Photographically Speaking is the fourth book in David duChemin’s Vision trilogy series – you will have to read the book to see why this makes perfect sense. This time it is the goal of expressing ourselves through the words and grammar of photography.
When the author teaches workshops, it is usually in places like India, Nepal, or Kenya and these are not the kind of workshops that you learn the basics – it is assumed that you know the fundamentals, instead at these workshops you take pictures and you talk about them. This is so that you can begin to understand what is within the frame and why it is there.
The problem is that most photographers have difficulty when speaking about images. This is because they don’t know how to think about them and if you don’t know how to think about them, then how can you realistically take the best shot you are capable of?
Photographically Speaking is about learning the visual language of photography. It is about examining what you are putting into the image and why you are putting it there. It is also about what you are leaving out – and most importantly, knowing the reasons before you ever take the shot.
This book is 272 pages and is divided into three parts.
Part 1, “The Photographers Intent,” begins with what is in the frame and why it is there. If it is there, it should mean something. Just as a writer puts words to a story or a musician puts notes to a song, if a photographer puts something into a photo, it should be with an intended reason or it should not be included.
In this part you will look at why the content that you place in a photograph has meaning and why this important with regard to the “reader” of your image. You will break down the subject, the subject matter, as well as the composition of your photo and see these three bring together the meaning of the story that you are trying to convey.
You will also examine the frame that you choose to work with and how it sets the stage for the story that you are trying to tell. You will see how it can make the difference between an ordinary photo and a great one. You will also learn about seeing as the camera sees – the flattening from three-dimensions into two, and how that translates the world into that frame and more importantly, how you can compensate for it in your image.
Part 2, “Visual Language,” covers what allows photographers to move from having a vision to having the ability to express it within the context of the photograph. Once you see something that you want to capture and you raise the camera to your eye, you have to use the words and grammar of the photographic language to be able to say what you mean.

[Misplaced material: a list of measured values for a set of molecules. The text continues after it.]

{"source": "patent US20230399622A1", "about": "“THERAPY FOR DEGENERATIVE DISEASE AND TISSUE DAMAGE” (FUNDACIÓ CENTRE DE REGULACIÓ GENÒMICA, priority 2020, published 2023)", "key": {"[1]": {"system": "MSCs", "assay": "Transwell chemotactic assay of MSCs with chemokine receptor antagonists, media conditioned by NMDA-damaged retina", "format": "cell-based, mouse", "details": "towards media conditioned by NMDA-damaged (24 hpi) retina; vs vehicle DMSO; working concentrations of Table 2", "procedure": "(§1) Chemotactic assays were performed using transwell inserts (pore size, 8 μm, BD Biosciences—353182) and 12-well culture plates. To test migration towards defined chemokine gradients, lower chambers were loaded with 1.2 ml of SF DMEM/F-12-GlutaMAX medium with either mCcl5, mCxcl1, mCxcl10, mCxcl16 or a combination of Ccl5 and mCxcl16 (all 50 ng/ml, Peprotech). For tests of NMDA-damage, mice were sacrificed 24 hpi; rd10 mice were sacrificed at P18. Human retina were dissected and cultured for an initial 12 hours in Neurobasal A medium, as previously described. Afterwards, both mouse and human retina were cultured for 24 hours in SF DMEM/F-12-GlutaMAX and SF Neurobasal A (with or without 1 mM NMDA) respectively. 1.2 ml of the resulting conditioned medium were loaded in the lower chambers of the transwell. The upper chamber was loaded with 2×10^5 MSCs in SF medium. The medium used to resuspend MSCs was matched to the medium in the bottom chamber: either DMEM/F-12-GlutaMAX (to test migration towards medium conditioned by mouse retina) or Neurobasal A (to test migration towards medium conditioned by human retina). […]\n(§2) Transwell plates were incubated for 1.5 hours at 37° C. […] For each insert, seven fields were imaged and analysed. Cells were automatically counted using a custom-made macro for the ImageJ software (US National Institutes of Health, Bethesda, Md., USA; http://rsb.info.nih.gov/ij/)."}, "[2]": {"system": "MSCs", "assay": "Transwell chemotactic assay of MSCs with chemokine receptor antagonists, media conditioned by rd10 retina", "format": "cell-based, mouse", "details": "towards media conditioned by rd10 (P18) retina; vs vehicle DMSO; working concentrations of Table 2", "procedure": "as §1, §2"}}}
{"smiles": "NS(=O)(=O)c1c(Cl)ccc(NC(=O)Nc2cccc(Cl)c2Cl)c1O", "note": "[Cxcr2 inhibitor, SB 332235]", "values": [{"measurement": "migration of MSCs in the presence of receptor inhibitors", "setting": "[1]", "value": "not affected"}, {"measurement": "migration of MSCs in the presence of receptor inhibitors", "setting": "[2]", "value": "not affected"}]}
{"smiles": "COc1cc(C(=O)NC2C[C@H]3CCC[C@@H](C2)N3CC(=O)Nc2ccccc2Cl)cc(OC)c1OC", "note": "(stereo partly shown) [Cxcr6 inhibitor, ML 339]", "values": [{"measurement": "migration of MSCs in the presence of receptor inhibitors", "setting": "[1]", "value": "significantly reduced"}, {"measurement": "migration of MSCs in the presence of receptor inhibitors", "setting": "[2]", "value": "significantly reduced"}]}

Once you click the shutter, it becomes your decision on what is being said and in this part you will examine the ways that you can make these choices – how you put the elements together and the decisions that you must make to express and communicate your vision.
The elements are pieces of the photograph that go into becoming the subject matter of what you are trying to capture. The author uses the metaphor that these are the words to the story that you are trying to tell. The decisions that you make then would then be the grammar of the story – how it is put together. This would include the framing, cropping, orientation, and other things that you can employ to make your point.
Part 3, “20 Photographs,” now takes the process to full circle in that the author now discusses 20 photos that he created using his words and grammar to convey his vision. But this is more than just him telling you how these came to be. Rather you are to analyze them first. You are to take what you have learned from this book and put it to use.
In this part you are to take some paper and write down as much as you can about the image. What you see, what you think his intent was when creating the shot, what the photograph was about, and other things that you gleaned from reading this book. The aim is much like it is in one of his workshops – the photographer has spoken through his image and normally he would just sit and listen, but here he will explain his though processes and this allows you to compare your evaluation with that of the author.
Photographically Speaking may be the best book of David duChemin’s Vision series. It pulls together a lot of the things that he has talked about in his other books (no, you do not have to had read those to read this), but it does so in a tangible “put into practice” method that really allows you to get into the mind of the photographer and really see how he works.
What I really like about Photographically Speaking is that it takes the topics that have been covered in countless books and brings them new life. One example is a topic that been cover in many books – the rule of thirds. This book however takes it to new places in that it doesn’t treat it as a rule, but rather more as a principle and explains how it can be used to relate information to the reader of the photograph as well as how it can be used for other things like creating depth within the frame. It is this way with many of the topics that are presented in this book.
The other thing that I really like about Photographically Speaking is that the second half of the book is made up of the 20 photographs. These are not simple explanations of his photos. These are detailed discussions that take between four and six pages with additional photos and breakdowns that really explain what went into the creations of the image.
If you truly want to become a better photographer, if you want to become a more deliberate photographer who is able to present your photographs much more clearly and with better vision and expression, then I very highly recommend Photographically Speaking: A Deeper Look At Creating Stronger Images.